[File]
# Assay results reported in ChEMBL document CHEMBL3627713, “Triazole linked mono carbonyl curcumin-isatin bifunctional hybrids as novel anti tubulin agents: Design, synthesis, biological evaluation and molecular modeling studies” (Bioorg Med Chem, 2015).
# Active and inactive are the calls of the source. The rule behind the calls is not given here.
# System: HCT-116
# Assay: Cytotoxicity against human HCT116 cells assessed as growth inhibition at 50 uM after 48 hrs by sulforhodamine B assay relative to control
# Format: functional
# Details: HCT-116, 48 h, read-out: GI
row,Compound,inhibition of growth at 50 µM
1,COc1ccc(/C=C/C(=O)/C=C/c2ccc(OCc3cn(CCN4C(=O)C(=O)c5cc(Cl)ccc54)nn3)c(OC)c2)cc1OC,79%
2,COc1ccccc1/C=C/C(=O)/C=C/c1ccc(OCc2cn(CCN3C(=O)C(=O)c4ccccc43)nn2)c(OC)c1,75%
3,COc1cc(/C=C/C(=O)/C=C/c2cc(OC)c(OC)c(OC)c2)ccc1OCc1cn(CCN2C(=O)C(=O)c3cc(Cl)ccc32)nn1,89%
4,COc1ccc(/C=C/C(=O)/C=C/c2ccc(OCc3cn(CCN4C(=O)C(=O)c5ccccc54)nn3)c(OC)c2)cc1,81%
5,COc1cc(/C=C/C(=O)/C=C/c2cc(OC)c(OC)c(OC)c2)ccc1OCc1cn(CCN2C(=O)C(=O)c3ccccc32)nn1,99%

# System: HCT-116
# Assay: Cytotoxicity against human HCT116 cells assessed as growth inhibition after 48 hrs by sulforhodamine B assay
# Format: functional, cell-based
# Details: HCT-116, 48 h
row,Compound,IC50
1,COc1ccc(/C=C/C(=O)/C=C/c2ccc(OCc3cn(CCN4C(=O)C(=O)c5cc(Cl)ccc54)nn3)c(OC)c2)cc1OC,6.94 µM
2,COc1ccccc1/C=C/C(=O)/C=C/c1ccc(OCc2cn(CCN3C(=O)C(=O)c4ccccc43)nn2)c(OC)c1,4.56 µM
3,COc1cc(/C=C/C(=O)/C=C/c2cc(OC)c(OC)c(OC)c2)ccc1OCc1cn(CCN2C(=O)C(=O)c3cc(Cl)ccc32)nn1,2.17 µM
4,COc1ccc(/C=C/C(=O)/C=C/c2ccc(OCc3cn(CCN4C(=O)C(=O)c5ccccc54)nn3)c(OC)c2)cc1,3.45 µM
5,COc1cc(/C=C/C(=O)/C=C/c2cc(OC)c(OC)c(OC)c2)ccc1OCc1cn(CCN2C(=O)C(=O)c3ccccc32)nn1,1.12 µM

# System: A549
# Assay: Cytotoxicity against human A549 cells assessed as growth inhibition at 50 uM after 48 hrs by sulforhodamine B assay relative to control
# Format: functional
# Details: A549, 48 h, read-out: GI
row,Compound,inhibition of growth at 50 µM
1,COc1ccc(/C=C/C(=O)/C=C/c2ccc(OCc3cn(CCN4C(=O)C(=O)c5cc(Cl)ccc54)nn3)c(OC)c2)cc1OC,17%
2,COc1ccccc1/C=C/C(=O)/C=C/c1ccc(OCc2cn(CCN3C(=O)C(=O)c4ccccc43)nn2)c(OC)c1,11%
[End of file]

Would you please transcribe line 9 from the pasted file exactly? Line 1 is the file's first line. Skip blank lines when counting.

2,COc1ccccc1/C=C/C(=O)/C=C/c1ccc(OCc2cn(CCN3C(=O)C(=O)c4ccccc43)nn2)c(OC)c1,75%